Since its inception, the right-to-buy scheme has been a great topic of debate in the UK. As we approach the election this week the controversial scheme is once again the subject on everybody’s lips. HAmag discuss how right-to-buy has affected Britain – for better or worse.
Over 2 million people have bought their home from the British stock of social housing since it was introduced in 1980. This is seen as both good and bad news, dependant on which side of the fence you are viewing it from. On the plus side, it has helped millions of people to make that first tentative step onto the property ladder. However, it has also massively depleted the social housing stock, resulting in a housing shortage and spiralling property costs which has thrown the housing industry into chaos.
In England the current government staunchly defends the general principle of the right-to-buy scheme and plan to continue it, should they be successful at the ballot boxes this Thursday. In stark comparison, Scotland is currently abolishing the right-to-buy scheme, which illustrates just how much the right-to-buy has divided the UK on opinion in the space of 35 years.
Right-to-buy will end for all council and housing association tenants in Scotland as a result of the Scottish Housing Bill which was passed by the Scottish Parliament on 25th June last year and became an Act when it received Royal Assent on 1st August. Right to buy will officially end completely on the 1st August 2016. The SNP are even planning to buy back council housing from people who have purchased their home under the scheme, in a bid to undo some of the damage that has been done.
So what has the right-to-buy scheme actually done for Britain over its rocky 35 year history?
It increased house ownership
In the 1980’s, right to buy encouraged more people to buy their homes throughout the UK. We are now experiencing a paradigm shift as house prices soar out of reach for many first-time buyers. Despite it now seemingly resulting in the exact opposite, home ownership increased exponentially in the 80’s, proving that at least for a short time, it worked!
It boosted renting in the UK
As potential first-time buyers now struggle to raise enough money to cover a deposit for a house or earn enough to cover the mortgage, the idea of home ownership has sadly become a pipedream for many. The only other option available for people who wish to move out of their parents’ home is to rent, which consequently has resulted in a large boost in the buy-to-let section of the housing market – true Thatcherism at play!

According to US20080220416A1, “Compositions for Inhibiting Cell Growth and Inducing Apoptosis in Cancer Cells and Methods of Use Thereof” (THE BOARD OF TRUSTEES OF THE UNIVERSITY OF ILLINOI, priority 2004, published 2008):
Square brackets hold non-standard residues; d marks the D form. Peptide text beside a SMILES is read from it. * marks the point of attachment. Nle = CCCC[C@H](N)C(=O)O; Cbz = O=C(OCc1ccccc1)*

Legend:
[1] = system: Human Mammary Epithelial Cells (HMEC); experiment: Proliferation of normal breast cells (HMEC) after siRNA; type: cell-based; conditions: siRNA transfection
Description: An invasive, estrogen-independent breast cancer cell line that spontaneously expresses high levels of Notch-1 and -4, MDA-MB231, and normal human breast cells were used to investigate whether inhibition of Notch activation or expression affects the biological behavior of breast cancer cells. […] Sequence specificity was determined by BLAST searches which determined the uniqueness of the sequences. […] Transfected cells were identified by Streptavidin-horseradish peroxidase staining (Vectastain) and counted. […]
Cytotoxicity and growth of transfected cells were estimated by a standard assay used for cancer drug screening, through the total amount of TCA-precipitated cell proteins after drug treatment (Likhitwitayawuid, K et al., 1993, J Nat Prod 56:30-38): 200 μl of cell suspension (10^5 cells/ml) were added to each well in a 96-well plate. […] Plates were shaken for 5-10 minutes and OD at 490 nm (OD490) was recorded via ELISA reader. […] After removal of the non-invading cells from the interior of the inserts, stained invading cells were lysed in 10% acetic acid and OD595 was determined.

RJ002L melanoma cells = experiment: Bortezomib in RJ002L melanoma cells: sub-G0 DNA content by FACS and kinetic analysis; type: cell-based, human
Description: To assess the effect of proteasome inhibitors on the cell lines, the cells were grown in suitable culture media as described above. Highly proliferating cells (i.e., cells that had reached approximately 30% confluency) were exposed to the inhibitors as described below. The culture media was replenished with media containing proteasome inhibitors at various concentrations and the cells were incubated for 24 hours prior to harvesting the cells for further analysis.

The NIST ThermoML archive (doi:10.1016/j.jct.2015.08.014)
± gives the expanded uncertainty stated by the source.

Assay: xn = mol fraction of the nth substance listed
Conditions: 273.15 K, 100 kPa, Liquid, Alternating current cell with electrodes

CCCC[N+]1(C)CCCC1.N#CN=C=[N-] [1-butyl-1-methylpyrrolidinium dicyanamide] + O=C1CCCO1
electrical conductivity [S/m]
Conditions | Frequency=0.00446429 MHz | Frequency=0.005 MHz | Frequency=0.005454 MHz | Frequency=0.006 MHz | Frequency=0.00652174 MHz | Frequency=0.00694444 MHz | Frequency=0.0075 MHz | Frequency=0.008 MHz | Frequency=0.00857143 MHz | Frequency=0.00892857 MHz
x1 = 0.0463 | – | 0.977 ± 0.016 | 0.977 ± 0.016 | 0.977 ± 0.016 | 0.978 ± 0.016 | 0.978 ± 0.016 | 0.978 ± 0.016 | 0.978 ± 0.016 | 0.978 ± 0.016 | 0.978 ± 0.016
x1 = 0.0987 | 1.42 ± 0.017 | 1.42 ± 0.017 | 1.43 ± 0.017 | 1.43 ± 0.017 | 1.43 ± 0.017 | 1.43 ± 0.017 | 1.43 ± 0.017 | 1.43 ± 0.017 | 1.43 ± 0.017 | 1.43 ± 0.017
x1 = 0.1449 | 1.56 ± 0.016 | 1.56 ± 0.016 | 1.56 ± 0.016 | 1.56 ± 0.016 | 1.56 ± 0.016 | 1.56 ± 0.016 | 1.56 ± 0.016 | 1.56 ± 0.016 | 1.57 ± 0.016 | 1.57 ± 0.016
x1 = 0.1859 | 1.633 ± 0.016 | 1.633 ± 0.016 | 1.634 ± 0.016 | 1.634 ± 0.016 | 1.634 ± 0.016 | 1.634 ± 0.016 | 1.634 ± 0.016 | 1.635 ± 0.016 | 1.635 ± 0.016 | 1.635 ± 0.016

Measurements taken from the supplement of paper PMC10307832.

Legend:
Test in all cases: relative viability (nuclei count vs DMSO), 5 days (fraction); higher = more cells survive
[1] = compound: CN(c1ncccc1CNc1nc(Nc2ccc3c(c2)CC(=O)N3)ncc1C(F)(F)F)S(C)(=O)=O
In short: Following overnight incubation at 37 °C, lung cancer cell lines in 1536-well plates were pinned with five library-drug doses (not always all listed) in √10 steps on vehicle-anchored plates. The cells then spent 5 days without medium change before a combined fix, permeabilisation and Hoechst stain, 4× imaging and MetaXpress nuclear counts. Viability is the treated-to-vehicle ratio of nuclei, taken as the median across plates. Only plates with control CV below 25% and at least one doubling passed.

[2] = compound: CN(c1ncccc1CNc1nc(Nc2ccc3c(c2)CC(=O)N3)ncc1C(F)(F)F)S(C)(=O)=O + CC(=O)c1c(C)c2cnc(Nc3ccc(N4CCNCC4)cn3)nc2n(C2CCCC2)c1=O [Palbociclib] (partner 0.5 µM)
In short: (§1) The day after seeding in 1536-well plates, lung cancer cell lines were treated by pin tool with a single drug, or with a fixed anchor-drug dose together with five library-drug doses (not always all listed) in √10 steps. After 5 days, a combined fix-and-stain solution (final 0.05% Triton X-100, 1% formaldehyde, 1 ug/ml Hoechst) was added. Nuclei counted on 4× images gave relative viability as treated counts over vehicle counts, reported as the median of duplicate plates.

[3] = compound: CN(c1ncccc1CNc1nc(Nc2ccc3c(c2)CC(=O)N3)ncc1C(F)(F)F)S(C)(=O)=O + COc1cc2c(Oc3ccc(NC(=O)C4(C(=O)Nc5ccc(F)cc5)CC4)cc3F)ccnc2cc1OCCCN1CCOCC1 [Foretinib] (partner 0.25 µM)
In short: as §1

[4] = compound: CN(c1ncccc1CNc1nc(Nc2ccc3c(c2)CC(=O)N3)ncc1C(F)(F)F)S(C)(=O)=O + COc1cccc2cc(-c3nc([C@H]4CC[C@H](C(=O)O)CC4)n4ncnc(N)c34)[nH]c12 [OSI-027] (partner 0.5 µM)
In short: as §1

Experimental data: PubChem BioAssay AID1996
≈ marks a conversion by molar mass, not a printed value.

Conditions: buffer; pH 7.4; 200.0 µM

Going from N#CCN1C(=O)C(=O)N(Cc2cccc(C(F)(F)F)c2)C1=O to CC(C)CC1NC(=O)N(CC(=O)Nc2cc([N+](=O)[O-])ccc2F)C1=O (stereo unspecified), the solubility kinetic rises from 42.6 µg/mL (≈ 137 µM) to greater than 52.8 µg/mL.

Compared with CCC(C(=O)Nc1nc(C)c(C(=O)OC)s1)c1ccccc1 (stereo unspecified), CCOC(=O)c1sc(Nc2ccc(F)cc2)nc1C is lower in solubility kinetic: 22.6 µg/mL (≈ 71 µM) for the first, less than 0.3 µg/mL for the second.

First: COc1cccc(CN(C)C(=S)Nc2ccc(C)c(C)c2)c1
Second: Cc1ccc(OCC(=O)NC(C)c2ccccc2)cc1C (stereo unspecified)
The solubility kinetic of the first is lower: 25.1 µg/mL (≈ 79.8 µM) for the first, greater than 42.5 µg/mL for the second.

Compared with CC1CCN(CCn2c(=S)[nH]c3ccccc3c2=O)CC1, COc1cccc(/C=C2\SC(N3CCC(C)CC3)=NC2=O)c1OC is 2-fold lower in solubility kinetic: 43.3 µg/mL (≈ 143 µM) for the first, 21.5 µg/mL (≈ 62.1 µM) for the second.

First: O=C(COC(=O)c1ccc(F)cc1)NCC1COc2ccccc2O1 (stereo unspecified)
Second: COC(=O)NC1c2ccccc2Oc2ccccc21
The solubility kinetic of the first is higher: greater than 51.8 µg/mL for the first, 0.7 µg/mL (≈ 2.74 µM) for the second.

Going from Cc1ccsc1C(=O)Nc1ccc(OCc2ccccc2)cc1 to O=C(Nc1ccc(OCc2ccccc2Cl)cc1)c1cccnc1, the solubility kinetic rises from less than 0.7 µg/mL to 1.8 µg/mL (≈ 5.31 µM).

There is now undoubtedly a shortage of council-owned social housing across the UK, replaced instead with privately owned “affordable housing,” which can, at times, be a contradiction in terms. In order to be classed as affordable, housing associations can charge up to 80% of the local market rental costs. In London, where the rents are frankly staggering, this means that the affordable housing that has replaced the social housing is equally as unobtainable for people who have always lived in the area as the very concept of buying a house. This is not the purpose of social housing and this is where the right-to-buy has failed – spectacularly. This is the political hot potato of the 2015 election and will need to be addressed by the successful party.
It seems that in the short term the right-to-buy scheme was highly profitable for many. However, as time passes it has raised further issues that have only been realised with the benefit of hindsight. These issues have plunged the housing market into disarray, suggesting that what worked in the 80’s certainly isn’t working now.
The policy most certainly encouraged its primary objective of increasing home ownership throughout Britain but has ultimately resulted in increased demand for private rental properties; the exact opposite of what it initially intended to achieve. Increasing investment in the buy-to-let market has pushed prices out of the reach of many first-time buyers, creating a self-perpetuating state of crisis. A place to call home shouldn’t be an unobtainable dream; it is a fundamental right for everybody.
In conclusion, right-to-buy is littered with hypocrisies and contradictions that have undermined and devalued what was once considered a good idea. If whoever wins the election intends to continue the right-to-buy scheme, many issues would need to be addressed urgently and it would need to be rebranded if it stands any chance of regaining the trust of an injured property market. We can forgive, but we can never forget.